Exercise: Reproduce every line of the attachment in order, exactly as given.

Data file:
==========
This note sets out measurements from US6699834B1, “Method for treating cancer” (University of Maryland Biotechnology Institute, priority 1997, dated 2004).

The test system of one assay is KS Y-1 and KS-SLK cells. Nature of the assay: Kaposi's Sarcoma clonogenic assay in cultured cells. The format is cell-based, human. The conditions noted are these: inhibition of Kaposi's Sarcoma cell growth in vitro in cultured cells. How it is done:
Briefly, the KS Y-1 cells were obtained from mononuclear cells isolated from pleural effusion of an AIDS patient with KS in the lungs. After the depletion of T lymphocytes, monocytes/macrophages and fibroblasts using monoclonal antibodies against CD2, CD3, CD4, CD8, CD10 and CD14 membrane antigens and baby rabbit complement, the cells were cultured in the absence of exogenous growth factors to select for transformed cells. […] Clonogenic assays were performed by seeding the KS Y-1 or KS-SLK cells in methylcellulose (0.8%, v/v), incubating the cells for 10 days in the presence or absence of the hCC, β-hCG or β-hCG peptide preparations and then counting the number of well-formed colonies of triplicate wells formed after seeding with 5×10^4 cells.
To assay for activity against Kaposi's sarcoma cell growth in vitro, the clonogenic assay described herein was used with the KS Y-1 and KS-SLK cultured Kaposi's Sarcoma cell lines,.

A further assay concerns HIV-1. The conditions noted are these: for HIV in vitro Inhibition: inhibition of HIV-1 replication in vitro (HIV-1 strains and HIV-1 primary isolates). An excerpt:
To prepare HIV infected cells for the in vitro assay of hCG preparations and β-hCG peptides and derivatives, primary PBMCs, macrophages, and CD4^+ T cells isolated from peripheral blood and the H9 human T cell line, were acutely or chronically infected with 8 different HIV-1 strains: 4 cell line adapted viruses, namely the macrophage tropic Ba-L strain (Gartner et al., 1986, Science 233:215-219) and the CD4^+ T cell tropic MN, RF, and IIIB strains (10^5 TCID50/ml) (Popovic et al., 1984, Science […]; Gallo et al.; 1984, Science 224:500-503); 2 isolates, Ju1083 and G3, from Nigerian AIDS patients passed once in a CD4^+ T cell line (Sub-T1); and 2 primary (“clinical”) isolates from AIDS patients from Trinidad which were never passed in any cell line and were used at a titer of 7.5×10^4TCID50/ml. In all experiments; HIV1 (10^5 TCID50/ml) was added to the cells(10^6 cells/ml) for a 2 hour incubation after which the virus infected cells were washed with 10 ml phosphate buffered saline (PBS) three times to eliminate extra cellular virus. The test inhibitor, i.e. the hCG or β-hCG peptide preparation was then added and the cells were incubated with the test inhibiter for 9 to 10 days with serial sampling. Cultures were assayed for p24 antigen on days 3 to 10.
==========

This note sets out measurements from US6699834B1, “Method for treating cancer” (University of Maryland Biotechnology Institute, priority 1997, dated 2004).

The test system of one assay is KS Y-1 and KS-SLK cells. Nature of the assay: Kaposi's Sarcoma clonogenic assay in cultured cells. The format is cell-based, human. The conditions noted are these: inhibition of Kaposi's Sarcoma cell growth in vitro in cultured cells. How it is done:
Briefly, the KS Y-1 cells were obtained from mononuclear cells isolated from pleural effusion of an AIDS patient with KS in the lungs. After the depletion of T lymphocytes, monocytes/macrophages and fibroblasts using monoclonal antibodies against CD2, CD3, CD4, CD8, CD10 and CD14 membrane antigens and baby rabbit complement, the cells were cultured in the absence of exogenous growth factors to select for transformed cells. […] Clonogenic assays were performed by seeding the KS Y-1 or KS-SLK cells in methylcellulose (0.8%, v/v), incubating the cells for 10 days in the presence or absence of the hCC, β-hCG or β-hCG peptide preparations and then counting the number of well-formed colonies of triplicate wells formed after seeding with 5×10^4 cells.
To assay for activity against Kaposi's sarcoma cell growth in vitro, the clonogenic assay described herein was used with the KS Y-1 and KS-SLK cultured Kaposi's Sarcoma cell lines,.

A further assay concerns HIV-1. The conditions noted are these: for HIV in vitro Inhibition: inhibition of HIV-1 replication in vitro (HIV-1 strains and HIV-1 primary isolates). An excerpt:
To prepare HIV infected cells for the in vitro assay of hCG preparations and β-hCG peptides and derivatives, primary PBMCs, macrophages, and CD4^+ T cells isolated from peripheral blood and the H9 human T cell line, were acutely or chronically infected with 8 different HIV-1 strains: 4 cell line adapted viruses, namely the macrophage tropic Ba-L strain (Gartner et al., 1986, Science 233:215-219) and the CD4^+ T cell tropic MN, RF, and IIIB strains (10^5 TCID50/ml) (Popovic et al., 1984, Science […]; Gallo et al.; 1984, Science 224:500-503); 2 isolates, Ju1083 and G3, from Nigerian AIDS patients passed once in a CD4^+ T cell line (Sub-T1); and 2 primary (“clinical”) isolates from AIDS patients from Trinidad which were never passed in any cell line and were used at a titer of 7.5×10^4TCID50/ml. In all experiments; HIV1 (10^5 TCID50/ml) was added to the cells(10^6 cells/ml) for a 2 hour incubation after which the virus infected cells were washed with 10 ml phosphate buffered saline (PBS) three times to eliminate extra cellular virus. The test inhibitor, i.e. the hCG or β-hCG peptide preparation was then added and the cells were incubated with the test inhibiter for 9 to 10 days with serial sampling. Cultures were assayed for p24 antigen on days 3 to 10.